The real dance begins in the evening. There is also `Shad Wait`. This part is very beautiful because men and women participate equally. The actors danced with swords in their right hand and white flying wings in their left hand while the actresses danced in large circles. After `Shad Wait` comes `Shad Masich` which means warrior dance. Here men and women dance in pairs. On the third and final day, all the performers and attendees say goodbye to the festival by going around the floor three times and then back to dancing happily. 

 party outfit 

 The performers dress elegantly in their traditional costumes with beautiful jewels. The actresses wore a  pure silver tiara with a white flower called Tiewlasuban attached to the back of the crown. This flower is a symbol of purity and beauty. 

 The dancer, on the other hand,  carries a silver quiver with silver arrows on her back. It is a symbol of pride, bravery, and courage shown by their ancestors to protect the earth and the virginity of women. The whole earth looks like a beautiful oil painting with red and yellow colors. 

 Dance Ka Shad Suk Mynsiem  

 On the vast ground,  dancers dance in a circle surrounded by men on all four sides. This represents men as guardians. But the irony of the  Ka Shad Suk Mynsiem festival is that it is also known as the Weiking dance where the dancers wear a white handkerchief, which symbolizes their chastity and virginity. But conversely, there is no such restriction or custom for men. 

 In this dance festival, the music changes over time. According to its rhythm and chords, the steps or patterns of the dance change. The women danced barefoot while dragging, moving gracefully back and forth as they crouched. This reflects their feminine nature as the dancing men move quickly with swift, powerful steps around the women. This reflects the masculinity that portrays men as saviors and protectors of the earth and its inhabitants. 

  Garo and Khasi people participate in the festival regardless of class, creed, and gender with gratitude and respect. The hills are filled with the sound of drums and pipes. Music echoed throughout the valley. The life of the Khasi people would not be complete without this festival.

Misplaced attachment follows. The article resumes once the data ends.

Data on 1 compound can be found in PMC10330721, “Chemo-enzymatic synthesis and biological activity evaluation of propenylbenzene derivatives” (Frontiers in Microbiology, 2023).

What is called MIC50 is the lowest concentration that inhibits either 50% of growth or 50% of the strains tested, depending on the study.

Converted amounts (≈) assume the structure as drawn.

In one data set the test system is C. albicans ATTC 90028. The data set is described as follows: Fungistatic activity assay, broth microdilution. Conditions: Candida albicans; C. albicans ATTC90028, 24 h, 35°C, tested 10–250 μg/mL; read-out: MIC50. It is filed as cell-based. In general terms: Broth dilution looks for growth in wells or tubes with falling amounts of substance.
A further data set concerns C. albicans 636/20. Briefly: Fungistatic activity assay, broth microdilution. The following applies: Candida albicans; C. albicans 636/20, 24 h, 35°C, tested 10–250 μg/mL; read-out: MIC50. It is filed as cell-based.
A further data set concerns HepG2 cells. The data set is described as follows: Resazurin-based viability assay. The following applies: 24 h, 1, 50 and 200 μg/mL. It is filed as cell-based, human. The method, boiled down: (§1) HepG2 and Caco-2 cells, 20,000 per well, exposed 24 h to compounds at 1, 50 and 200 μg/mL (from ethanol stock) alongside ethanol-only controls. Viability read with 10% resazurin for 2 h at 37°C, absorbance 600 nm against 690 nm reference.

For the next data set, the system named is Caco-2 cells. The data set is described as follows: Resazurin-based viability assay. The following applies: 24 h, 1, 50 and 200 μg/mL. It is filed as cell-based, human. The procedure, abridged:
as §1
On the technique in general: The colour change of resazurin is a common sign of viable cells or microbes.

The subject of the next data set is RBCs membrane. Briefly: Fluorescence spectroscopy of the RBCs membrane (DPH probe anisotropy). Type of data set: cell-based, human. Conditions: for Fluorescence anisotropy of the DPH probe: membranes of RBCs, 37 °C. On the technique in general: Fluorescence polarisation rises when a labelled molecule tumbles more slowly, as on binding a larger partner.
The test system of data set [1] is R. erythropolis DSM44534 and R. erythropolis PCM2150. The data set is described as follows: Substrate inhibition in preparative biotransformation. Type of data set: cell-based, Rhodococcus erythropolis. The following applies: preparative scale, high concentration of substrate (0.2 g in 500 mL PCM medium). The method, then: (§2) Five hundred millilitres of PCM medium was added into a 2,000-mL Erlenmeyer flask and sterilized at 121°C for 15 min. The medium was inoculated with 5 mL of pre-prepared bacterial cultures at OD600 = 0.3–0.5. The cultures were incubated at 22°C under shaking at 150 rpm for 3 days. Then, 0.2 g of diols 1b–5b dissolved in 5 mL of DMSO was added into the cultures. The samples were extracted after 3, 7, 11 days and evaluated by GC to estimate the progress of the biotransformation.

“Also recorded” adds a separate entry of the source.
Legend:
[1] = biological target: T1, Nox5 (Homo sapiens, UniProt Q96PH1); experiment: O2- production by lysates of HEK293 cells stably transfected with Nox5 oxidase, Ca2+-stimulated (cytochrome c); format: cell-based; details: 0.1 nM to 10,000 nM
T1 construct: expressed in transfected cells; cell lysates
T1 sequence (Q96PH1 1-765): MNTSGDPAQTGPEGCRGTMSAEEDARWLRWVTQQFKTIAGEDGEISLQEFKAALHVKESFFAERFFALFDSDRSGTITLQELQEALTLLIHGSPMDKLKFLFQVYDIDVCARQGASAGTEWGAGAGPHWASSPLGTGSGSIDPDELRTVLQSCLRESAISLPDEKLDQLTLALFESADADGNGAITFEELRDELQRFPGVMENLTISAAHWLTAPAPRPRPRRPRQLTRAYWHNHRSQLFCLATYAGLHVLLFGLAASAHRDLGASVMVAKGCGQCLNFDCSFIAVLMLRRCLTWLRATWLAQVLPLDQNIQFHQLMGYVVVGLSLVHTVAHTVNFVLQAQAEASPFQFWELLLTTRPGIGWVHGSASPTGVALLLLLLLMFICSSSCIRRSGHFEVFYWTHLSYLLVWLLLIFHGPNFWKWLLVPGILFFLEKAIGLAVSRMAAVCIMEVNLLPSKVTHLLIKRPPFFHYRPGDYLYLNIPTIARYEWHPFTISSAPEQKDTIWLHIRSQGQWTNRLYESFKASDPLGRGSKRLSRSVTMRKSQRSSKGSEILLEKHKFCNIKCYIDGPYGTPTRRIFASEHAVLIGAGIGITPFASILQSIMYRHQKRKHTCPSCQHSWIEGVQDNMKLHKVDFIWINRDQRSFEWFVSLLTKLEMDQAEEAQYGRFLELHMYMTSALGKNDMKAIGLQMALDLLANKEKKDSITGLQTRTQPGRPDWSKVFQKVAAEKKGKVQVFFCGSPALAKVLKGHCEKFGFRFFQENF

If you plan to visit Meghalaya, choose  April. Otherwise, you will miss out on this amazing dance festival. Without attending this beautiful festival, your Meghalaya trip is incomplete. 

 Wangala dance -Folk dances of Meghalaya

folk dance of meghalaya
folk dance of Meghalaya

Wangala, also known as the White Drum Festival.

It is with various forms of dancing to the tune of folk songs played on primitive flutes and drums from buffalo horns. 

 This is in honor of the sun god and marks the end of a long harvest. 

 The celebration also marks the end of a long period of hard work for the Garo tribe in the fields before the onset of winter. 

 For the Garo tribe of Meghalaya, festivals are a way to preserve and promote their cultural identity and showcase their traditions in their celebrations.

 The Wangala dance is basically a part of the Wangala festival.

This festival includes rituals to appease the deity “Patigipa Rarongipa”, which takes place in all villages. 

The four days and nights of the festival are completed with dancing and fun.

The highlight was the Dance of the Warriors – “Dance of the  Hundred Drums” – on the last day it was a wonderful sight. 

 Dorsegata dance -Folk dances of Meghalaya

 The Dorsegata Dance Festival is also a dance in which women attempt to take off their male friend’s turban while dancing. If the women do this, laughter will follow. 

 Loho Dance or Chipiah Dance 

 The loho dance is actually part of the Behdienkhlam festival.

Basically, dance by men and women for entertainment.

While wearing colorful clothes, both men and women actively participate in this form of dance.

A girl does this dance by putting two boys’ arms on either side.

Note that instead of a musical instrument, a man with a natural talent for playing the instrument would recite verses while performing the dance.

 Kashad Shingwiang -Folk dances of Meghalaya

 

 This dance is mainly by people of the Khasi tribe.